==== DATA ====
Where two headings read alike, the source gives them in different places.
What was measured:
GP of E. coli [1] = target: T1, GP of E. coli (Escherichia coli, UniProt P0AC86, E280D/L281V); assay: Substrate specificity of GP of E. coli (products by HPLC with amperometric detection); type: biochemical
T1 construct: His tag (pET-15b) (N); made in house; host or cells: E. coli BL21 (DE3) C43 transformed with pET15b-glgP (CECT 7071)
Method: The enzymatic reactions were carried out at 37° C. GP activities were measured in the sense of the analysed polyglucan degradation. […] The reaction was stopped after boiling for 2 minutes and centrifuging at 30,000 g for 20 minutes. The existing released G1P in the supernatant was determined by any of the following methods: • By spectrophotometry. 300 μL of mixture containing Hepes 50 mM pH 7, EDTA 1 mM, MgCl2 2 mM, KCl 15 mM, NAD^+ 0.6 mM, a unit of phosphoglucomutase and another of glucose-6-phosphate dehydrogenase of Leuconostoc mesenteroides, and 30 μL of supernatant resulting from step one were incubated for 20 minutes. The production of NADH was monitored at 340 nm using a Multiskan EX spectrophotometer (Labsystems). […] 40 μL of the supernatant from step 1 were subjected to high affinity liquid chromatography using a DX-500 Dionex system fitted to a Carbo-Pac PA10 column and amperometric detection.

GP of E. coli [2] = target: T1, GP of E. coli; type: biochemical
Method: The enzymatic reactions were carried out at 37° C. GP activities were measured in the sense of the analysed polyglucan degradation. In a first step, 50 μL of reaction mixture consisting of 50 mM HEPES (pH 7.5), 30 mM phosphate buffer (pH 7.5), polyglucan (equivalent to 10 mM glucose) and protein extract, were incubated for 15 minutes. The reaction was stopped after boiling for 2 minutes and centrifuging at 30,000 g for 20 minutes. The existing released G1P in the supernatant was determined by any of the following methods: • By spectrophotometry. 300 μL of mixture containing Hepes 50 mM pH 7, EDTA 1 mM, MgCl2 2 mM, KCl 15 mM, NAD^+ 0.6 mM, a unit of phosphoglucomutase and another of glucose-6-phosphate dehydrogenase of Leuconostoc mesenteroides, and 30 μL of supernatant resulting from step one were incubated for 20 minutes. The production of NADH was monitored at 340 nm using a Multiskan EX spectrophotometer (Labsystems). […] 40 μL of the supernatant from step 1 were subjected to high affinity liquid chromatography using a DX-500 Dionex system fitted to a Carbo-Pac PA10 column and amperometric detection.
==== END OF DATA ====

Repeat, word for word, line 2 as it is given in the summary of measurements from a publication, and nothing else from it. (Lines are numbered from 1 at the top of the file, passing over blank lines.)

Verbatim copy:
What was measured: